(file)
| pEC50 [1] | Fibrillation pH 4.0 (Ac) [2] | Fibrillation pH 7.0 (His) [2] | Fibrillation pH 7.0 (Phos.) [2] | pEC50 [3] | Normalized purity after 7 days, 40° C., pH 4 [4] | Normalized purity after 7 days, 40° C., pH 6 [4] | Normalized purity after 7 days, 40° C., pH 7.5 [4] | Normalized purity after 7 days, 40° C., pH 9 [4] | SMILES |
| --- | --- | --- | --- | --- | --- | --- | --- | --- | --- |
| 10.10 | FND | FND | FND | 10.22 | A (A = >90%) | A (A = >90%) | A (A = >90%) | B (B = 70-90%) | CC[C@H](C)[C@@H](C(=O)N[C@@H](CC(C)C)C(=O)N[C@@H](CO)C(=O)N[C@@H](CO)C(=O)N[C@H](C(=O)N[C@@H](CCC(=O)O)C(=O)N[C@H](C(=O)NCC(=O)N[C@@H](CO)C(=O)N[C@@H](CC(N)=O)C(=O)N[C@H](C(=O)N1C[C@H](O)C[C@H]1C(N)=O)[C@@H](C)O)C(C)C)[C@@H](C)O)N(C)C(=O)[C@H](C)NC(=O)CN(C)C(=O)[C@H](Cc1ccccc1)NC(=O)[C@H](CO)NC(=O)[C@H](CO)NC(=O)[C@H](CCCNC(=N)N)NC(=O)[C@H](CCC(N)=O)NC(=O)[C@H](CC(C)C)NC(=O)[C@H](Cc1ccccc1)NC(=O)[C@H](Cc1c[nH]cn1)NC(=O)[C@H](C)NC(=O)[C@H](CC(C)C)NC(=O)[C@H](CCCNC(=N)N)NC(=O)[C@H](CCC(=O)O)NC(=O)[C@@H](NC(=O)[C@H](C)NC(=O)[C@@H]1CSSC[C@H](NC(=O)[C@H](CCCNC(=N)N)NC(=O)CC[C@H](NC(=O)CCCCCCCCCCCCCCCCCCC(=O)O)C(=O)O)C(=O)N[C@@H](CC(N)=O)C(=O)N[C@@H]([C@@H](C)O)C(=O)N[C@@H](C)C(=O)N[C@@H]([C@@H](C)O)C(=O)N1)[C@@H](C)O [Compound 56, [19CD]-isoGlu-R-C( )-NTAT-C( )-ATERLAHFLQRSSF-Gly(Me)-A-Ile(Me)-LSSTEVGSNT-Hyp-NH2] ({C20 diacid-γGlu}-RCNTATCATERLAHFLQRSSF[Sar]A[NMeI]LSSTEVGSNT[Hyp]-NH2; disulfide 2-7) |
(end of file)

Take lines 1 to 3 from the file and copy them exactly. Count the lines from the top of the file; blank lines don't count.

| pEC50 [1] | Fibrillation pH 4.0 (Ac) [2] | Fibrillation pH 7.0 (His) [2] | Fibrillation pH 7.0 (Phos.) [2] | pEC50 [3] | Normalized purity after 7 days, 40° C., pH 4 [4] | Normalized purity after 7 days, 40° C., pH 6 [4] | Normalized purity after 7 days, 40° C., pH 7.5 [4] | Normalized purity after 7 days, 40° C., pH 9 [4] | SMILES |
| --- | --- | --- | --- | --- | --- | --- | --- | --- | --- |
| 10.10 | FND | FND | FND | 10.22 | A (A = >90%) | A (A = >90%) | A (A = >90%) | B (B = 70-90%) | CC[C@H](C)[C@@H](C(=O)N[C@@H](CC(C)C)C(=O)N[C@@H](CO)C(=O)N[C@@H](CO)C(=O)N[C@H](C(=O)N[C@@H](CCC(=O)O)C(=O)N[C@H](C(=O)NCC(=O)N[C@@H](CO)C(=O)N[C@@H](CC(N)=O)C(=O)N[C@H](C(=O)N1C[C@H](O)C[C@H]1C(N)=O)[C@@H](C)O)C(C)C)[C@@H](C)O)N(C)C(=O)[C@H](C)NC(=O)CN(C)C(=O)[C@H](Cc1ccccc1)NC(=O)[C@H](CO)NC(=O)[C@H](CO)NC(=O)[C@H](CCCNC(=N)N)NC(=O)[C@H](CCC(N)=O)NC(=O)[C@H](CC(C)C)NC(=O)[C@H](Cc1ccccc1)NC(=O)[C@H](Cc1c[nH]cn1)NC(=O)[C@H](C)NC(=O)[C@H](CC(C)C)NC(=O)[C@H](CCCNC(=N)N)NC(=O)[C@H](CCC(=O)O)NC(=O)[C@@H](NC(=O)[C@H](C)NC(=O)[C@@H]1CSSC[C@H](NC(=O)[C@H](CCCNC(=N)N)NC(=O)CC[C@H](NC(=O)CCCCCCCCCCCCCCCCCCC(=O)O)C(=O)O)C(=O)N[C@@H](CC(N)=O)C(=O)N[C@@H]([C@@H](C)O)C(=O)N[C@@H](C)C(=O)N[C@@H]([C@@H](C)O)C(=O)N1)[C@@H](C)O [Compound 56, [19CD]-isoGlu-R-C( )-NTAT-C( )-ATERLAHFLQRSSF-Gly(Me)-A-Ile(Me)-LSSTEVGSNT-Hyp-NH2] ({C20 diacid-γGlu}-RCNTATCATERLAHFLQRSSF[Sar]A[NMeI]LSSTEVGSNT[Hyp]-NH2; disulfide 2-7) |